Seizing the Opportunity: A Placement in India

Brittany Myhre (left) with her supervisor, Harsha Babani, and others after a training seminar in Amar Seva Sangam, in Tamil Nadu, India.

As part of the Master’s degree in Occupational Therapy, each student is required to complete 4 clinical placements to gain clinical experience, and put our classroom knowledge into practical application.  When the opportunity to apply for an international placement came up, I seized it and  was fortunate to be granted a chance to participate in an 8-week stage in Tamil Nadu, India.

The host organization, Amar Seva Sangam (ASSA) is located in a very rural portion of Southern India and is a non-profit organization, serving children in its early intervention school, a special school for children with learning, intellectual or physical disabilities, an in-patient spinal cord rehabilitation unit, vocational training, in addition to an integrated school system, where children from the community can also attend. Most of the services are offered free of charge, which allows the families living within the surrounding communities to attend to their children’s needs without concern to their already often precarious financial situations.    (more…)

School Based Clinical Fieldwork in Ayukudi, India: Applying the Theory!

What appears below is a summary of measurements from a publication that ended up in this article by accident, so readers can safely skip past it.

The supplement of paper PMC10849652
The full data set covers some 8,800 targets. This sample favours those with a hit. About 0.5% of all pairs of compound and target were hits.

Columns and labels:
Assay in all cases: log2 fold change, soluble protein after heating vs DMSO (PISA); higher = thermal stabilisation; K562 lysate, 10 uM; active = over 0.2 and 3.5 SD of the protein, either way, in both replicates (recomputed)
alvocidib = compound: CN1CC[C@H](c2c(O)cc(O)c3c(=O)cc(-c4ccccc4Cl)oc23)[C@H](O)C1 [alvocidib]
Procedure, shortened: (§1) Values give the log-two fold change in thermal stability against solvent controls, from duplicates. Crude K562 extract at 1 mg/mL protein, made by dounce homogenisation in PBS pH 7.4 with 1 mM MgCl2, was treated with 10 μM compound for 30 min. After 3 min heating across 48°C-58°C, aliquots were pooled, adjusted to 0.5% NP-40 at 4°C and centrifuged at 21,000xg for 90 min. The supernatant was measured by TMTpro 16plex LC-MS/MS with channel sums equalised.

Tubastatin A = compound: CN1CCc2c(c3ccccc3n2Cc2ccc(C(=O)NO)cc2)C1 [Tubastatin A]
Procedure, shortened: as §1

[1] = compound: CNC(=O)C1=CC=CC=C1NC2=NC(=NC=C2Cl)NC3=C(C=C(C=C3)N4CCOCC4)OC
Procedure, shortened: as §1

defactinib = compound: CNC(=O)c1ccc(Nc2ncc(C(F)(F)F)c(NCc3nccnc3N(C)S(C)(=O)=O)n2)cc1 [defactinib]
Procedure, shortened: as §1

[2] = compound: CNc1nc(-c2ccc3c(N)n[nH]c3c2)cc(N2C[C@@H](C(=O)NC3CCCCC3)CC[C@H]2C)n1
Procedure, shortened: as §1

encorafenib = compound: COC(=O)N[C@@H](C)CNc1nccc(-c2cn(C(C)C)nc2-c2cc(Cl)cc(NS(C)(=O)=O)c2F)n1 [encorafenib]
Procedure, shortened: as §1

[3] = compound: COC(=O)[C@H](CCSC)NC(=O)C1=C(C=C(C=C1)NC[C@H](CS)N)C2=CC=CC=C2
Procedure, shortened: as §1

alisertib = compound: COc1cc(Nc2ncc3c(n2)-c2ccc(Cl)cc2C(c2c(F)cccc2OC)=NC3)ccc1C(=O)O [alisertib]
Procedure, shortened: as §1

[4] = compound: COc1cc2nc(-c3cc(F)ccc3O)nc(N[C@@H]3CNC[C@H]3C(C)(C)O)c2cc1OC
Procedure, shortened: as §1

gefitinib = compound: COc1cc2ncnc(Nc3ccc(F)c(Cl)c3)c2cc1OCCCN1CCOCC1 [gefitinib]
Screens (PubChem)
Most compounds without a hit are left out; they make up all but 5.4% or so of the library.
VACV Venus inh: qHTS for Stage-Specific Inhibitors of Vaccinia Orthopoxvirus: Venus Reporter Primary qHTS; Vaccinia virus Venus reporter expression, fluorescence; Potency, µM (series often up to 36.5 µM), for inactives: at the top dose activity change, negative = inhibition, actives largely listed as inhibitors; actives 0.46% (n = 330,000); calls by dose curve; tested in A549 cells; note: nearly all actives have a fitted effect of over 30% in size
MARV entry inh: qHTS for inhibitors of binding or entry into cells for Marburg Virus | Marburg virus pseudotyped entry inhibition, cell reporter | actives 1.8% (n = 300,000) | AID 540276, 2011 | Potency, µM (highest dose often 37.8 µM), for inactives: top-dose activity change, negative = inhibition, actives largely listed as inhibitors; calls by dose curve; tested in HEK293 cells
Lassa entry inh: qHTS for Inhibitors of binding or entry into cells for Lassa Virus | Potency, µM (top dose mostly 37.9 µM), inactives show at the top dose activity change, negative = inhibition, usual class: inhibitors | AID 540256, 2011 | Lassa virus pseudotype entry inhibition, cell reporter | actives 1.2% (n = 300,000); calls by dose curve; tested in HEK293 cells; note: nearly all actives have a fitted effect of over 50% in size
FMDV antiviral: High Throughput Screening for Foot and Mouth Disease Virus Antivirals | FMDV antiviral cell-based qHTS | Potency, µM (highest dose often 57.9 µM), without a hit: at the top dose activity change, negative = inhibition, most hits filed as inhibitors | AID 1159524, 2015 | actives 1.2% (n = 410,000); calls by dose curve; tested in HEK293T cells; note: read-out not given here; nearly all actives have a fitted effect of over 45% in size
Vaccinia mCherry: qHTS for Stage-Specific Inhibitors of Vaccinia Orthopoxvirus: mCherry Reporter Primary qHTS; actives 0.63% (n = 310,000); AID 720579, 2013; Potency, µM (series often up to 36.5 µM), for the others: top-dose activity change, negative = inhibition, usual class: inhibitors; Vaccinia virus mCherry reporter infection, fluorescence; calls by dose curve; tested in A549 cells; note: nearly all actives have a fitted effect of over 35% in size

Sitara Khan seated with students of ASSA

As Occupational Therapy Masters students, we are required to complete 4 placements in a clinical setting, so when the opportunity to do one internationally arose, I couldn’t say no! Rural South India was a land as foreign to us as we imagined OT might be to it. To our amazement, in the little village with its limited resources and proportionally large population, an inspiring rehabilitation facility, spanning acres of land, had made its place. Amar Seva Sangam (ASSA), a non-profit organization catering to a lifespan of people with disabilities, with its early intervention center, special school, vocational training workshop and extensive spinal cord injury rehabilitation program, offered free services to its population.

Naturally, I worried about our interventions being culturally sensitive and our abilities matching the needs of the population, but I soon realized that the resemblances in the problems we faced, far exceeded the differences. Yes, the setting had fewer material resources than an equivalent center in Canada, but the lack of human resources was an issue that sounded all too familiar!

In our OCC1-617 class, we learned that very few OTs in Quebec practice in school-based settings. Often, a single OT is assigned to an entire school board, resulting in an area of great needs and no service providers. The same challenge presented itself at ASSA: the entire center relied on the services of a single part-time OT. Working at ASSA’s Special School, and quickly became aware that the needs exceeded what I could provide in my 2 month stage, but I wanted to make meaningful change. (more…)

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